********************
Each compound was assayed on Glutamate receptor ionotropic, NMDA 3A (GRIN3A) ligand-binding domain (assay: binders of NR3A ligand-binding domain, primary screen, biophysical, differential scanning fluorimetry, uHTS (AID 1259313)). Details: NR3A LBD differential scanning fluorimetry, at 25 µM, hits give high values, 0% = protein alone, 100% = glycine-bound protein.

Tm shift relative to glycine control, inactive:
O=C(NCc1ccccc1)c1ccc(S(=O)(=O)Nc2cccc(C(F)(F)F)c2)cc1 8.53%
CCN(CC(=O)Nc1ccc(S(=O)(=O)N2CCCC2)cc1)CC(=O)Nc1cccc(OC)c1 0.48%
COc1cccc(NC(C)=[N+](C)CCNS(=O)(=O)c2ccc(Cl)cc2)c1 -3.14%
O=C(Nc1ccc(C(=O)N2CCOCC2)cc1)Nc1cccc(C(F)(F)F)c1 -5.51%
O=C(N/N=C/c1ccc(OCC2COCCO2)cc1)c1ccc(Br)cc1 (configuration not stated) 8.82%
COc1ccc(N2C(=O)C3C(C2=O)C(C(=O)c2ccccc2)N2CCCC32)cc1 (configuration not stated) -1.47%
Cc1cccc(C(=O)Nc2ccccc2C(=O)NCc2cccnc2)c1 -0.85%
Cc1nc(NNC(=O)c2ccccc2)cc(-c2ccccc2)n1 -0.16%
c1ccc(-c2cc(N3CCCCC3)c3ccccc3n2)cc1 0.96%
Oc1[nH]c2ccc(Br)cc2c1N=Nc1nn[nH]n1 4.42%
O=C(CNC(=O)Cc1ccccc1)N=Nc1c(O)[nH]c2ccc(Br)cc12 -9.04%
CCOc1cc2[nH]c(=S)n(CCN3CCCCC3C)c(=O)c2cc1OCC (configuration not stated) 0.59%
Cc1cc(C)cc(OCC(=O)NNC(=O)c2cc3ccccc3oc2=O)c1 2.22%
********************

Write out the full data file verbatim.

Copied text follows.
Each compound was assayed on Glutamate receptor ionotropic, NMDA 3A (GRIN3A) ligand-binding domain (assay: binders of NR3A ligand-binding domain, primary screen, biophysical, differential scanning fluorimetry, uHTS (AID 1259313)). Details: NR3A LBD differential scanning fluorimetry, at 25 µM, hits give high values, 0% = protein alone, 100% = glycine-bound protein.

Tm shift relative to glycine control, inactive:
O=C(NCc1ccccc1)c1ccc(S(=O)(=O)Nc2cccc(C(F)(F)F)c2)cc1 8.53%
CCN(CC(=O)Nc1ccc(S(=O)(=O)N2CCCC2)cc1)CC(=O)Nc1cccc(OC)c1 0.48%
COc1cccc(NC(C)=[N+](C)CCNS(=O)(=O)c2ccc(Cl)cc2)c1 -3.14%
O=C(Nc1ccc(C(=O)N2CCOCC2)cc1)Nc1cccc(C(F)(F)F)c1 -5.51%
O=C(N/N=C/c1ccc(OCC2COCCO2)cc1)c1ccc(Br)cc1 (configuration not stated) 8.82%
COc1ccc(N2C(=O)C3C(C2=O)C(C(=O)c2ccccc2)N2CCCC32)cc1 (configuration not stated) -1.47%
Cc1cccc(C(=O)Nc2ccccc2C(=O)NCc2cccnc2)c1 -0.85%
Cc1nc(NNC(=O)c2ccccc2)cc(-c2ccccc2)n1 -0.16%
c1ccc(-c2cc(N3CCCCC3)c3ccccc3n2)cc1 0.96%
Oc1[nH]c2ccc(Br)cc2c1N=Nc1nn[nH]n1 4.42%
O=C(CNC(=O)Cc1ccccc1)N=Nc1c(O)[nH]c2ccc(Br)cc12 -9.04%
CCOc1cc2[nH]c(=S)n(CCN3CCCCC3C)c(=O)c2cc1OCC (configuration not stated) 0.59%
Cc1cc(C)cc(OCC(=O)NNC(=O)c2cc3ccccc3oc2=O)c1 2.22%